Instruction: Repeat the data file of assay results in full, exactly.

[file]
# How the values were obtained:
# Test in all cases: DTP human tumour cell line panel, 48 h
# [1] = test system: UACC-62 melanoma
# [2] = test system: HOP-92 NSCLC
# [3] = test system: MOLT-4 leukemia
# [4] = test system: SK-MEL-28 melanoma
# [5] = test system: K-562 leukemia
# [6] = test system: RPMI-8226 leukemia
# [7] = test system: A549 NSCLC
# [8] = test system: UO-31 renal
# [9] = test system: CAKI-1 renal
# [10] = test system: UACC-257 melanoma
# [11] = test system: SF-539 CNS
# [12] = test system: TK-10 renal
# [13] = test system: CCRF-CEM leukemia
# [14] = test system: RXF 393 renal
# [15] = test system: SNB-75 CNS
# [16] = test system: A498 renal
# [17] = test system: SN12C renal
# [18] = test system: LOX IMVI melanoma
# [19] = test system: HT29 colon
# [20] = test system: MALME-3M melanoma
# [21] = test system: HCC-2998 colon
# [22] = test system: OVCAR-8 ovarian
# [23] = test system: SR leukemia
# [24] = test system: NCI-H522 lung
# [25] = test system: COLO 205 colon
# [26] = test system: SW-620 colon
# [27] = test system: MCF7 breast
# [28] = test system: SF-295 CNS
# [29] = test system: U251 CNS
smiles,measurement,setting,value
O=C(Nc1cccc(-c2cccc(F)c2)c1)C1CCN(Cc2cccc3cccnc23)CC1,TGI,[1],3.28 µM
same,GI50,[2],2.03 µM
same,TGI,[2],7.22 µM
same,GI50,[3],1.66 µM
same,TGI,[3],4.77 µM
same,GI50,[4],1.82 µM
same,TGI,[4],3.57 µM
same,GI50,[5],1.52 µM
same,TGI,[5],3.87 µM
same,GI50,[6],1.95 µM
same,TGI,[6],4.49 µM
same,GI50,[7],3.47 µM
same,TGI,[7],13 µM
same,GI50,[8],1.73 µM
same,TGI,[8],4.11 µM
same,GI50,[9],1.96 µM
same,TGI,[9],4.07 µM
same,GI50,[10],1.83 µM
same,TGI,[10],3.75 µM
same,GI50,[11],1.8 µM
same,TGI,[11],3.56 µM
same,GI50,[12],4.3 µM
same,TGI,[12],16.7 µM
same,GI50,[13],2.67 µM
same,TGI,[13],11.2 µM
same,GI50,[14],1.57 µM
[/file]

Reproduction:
# How the values were obtained:
# Test in all cases: DTP human tumour cell line panel, 48 h
# [1] = test system: UACC-62 melanoma
# [2] = test system: HOP-92 NSCLC
# [3] = test system: MOLT-4 leukemia
# [4] = test system: SK-MEL-28 melanoma
# [5] = test system: K-562 leukemia
# [6] = test system: RPMI-8226 leukemia
# [7] = test system: A549 NSCLC
# [8] = test system: UO-31 renal
# [9] = test system: CAKI-1 renal
# [10] = test system: UACC-257 melanoma
# [11] = test system: SF-539 CNS
# [12] = test system: TK-10 renal
# [13] = test system: CCRF-CEM leukemia
# [14] = test system: RXF 393 renal
# [15] = test system: SNB-75 CNS
# [16] = test system: A498 renal
# [17] = test system: SN12C renal
# [18] = test system: LOX IMVI melanoma
# [19] = test system: HT29 colon
# [20] = test system: MALME-3M melanoma
# [21] = test system: HCC-2998 colon
# [22] = test system: OVCAR-8 ovarian
# [23] = test system: SR leukemia
# [24] = test system: NCI-H522 lung
# [25] = test system: COLO 205 colon
# [26] = test system: SW-620 colon
# [27] = test system: MCF7 breast
# [28] = test system: SF-295 CNS
# [29] = test system: U251 CNS
smiles,measurement,setting,value
O=C(Nc1cccc(-c2cccc(F)c2)c1)C1CCN(Cc2cccc3cccnc23)CC1,TGI,[1],3.28 µM
same,GI50,[2],2.03 µM
same,TGI,[2],7.22 µM
same,GI50,[3],1.66 µM
same,TGI,[3],4.77 µM
same,GI50,[4],1.82 µM
same,TGI,[4],3.57 µM
same,GI50,[5],1.52 µM
same,TGI,[5],3.87 µM
same,GI50,[6],1.95 µM
same,TGI,[6],4.49 µM
same,GI50,[7],3.47 µM
same,TGI,[7],13 µM
same,GI50,[8],1.73 µM
same,TGI,[8],4.11 µM
same,GI50,[9],1.96 µM
same,TGI,[9],4.07 µM
same,GI50,[10],1.83 µM
same,TGI,[10],3.75 µM
same,GI50,[11],1.8 µM
same,TGI,[11],3.56 µM
same,GI50,[12],4.3 µM
same,TGI,[12],16.7 µM
same,GI50,[13],2.67 µM
same,TGI,[13],11.2 µM
same,GI50,[14],1.57 µM